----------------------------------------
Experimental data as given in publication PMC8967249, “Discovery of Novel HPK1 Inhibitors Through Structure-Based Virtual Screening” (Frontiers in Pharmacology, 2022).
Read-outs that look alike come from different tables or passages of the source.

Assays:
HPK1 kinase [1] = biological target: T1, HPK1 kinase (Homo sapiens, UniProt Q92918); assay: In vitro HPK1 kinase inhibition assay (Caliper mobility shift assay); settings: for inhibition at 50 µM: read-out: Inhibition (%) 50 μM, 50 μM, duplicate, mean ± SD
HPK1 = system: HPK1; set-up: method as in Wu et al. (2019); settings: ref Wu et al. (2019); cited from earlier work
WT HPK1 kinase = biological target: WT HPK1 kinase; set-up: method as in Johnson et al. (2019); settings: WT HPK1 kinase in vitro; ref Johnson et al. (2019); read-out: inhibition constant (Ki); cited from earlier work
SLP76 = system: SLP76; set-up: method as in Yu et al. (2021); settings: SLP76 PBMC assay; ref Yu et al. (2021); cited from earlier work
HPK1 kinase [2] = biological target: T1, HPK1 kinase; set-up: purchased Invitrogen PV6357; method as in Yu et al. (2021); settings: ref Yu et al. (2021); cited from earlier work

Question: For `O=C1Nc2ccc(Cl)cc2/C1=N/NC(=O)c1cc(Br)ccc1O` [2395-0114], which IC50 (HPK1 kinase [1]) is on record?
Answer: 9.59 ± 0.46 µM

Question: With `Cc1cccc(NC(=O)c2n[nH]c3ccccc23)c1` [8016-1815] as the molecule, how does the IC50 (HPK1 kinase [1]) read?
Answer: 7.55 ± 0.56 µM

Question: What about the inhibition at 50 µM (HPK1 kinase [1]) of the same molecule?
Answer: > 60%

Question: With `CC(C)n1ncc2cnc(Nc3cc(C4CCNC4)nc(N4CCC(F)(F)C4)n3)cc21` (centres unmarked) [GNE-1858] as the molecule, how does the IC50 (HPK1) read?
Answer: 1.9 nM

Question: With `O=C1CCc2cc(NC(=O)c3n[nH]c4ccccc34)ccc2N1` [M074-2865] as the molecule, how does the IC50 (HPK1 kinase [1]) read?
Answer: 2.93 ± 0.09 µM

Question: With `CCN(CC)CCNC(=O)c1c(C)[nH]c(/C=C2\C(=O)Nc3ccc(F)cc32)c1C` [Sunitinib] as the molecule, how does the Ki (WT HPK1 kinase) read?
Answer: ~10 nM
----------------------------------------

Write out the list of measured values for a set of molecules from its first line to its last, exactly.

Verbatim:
Experimental data as given in publication PMC8967249, “Discovery of Novel HPK1 Inhibitors Through Structure-Based Virtual Screening” (Frontiers in Pharmacology, 2022).
Read-outs that look alike come from different tables or passages of the source.

Assays:
HPK1 kinase [1] = biological target: T1, HPK1 kinase (Homo sapiens, UniProt Q92918); assay: In vitro HPK1 kinase inhibition assay (Caliper mobility shift assay); settings: for inhibition at 50 µM: read-out: Inhibition (%) 50 μM, 50 μM, duplicate, mean ± SD
HPK1 = system: HPK1; set-up: method as in Wu et al. (2019); settings: ref Wu et al. (2019); cited from earlier work
WT HPK1 kinase = biological target: WT HPK1 kinase; set-up: method as in Johnson et al. (2019); settings: WT HPK1 kinase in vitro; ref Johnson et al. (2019); read-out: inhibition constant (Ki); cited from earlier work
SLP76 = system: SLP76; set-up: method as in Yu et al. (2021); settings: SLP76 PBMC assay; ref Yu et al. (2021); cited from earlier work
HPK1 kinase [2] = biological target: T1, HPK1 kinase; set-up: purchased Invitrogen PV6357; method as in Yu et al. (2021); settings: ref Yu et al. (2021); cited from earlier work

Question: For `O=C1Nc2ccc(Cl)cc2/C1=N/NC(=O)c1cc(Br)ccc1O` [2395-0114], which IC50 (HPK1 kinase [1]) is on record?
Answer: 9.59 ± 0.46 µM

Question: With `Cc1cccc(NC(=O)c2n[nH]c3ccccc23)c1` [8016-1815] as the molecule, how does the IC50 (HPK1 kinase [1]) read?
Answer: 7.55 ± 0.56 µM

Question: What about the inhibition at 50 µM (HPK1 kinase [1]) of the same molecule?
Answer: > 60%

Question: With `CC(C)n1ncc2cnc(Nc3cc(C4CCNC4)nc(N4CCC(F)(F)C4)n3)cc21` (centres unmarked) [GNE-1858] as the molecule, how does the IC50 (HPK1) read?
Answer: 1.9 nM

Question: With `O=C1CCc2cc(NC(=O)c3n[nH]c4ccccc34)ccc2N1` [M074-2865] as the molecule, how does the IC50 (HPK1 kinase [1]) read?
Answer: 2.93 ± 0.09 µM

Question: With `CCN(CC)CCNC(=O)c1c(C)[nH]c(/C=C2\C(=O)Nc3ccc(F)cc32)c1C` [Sunitinib] as the molecule, how does the Ki (WT HPK1 kinase) read?
Answer: ~10 nM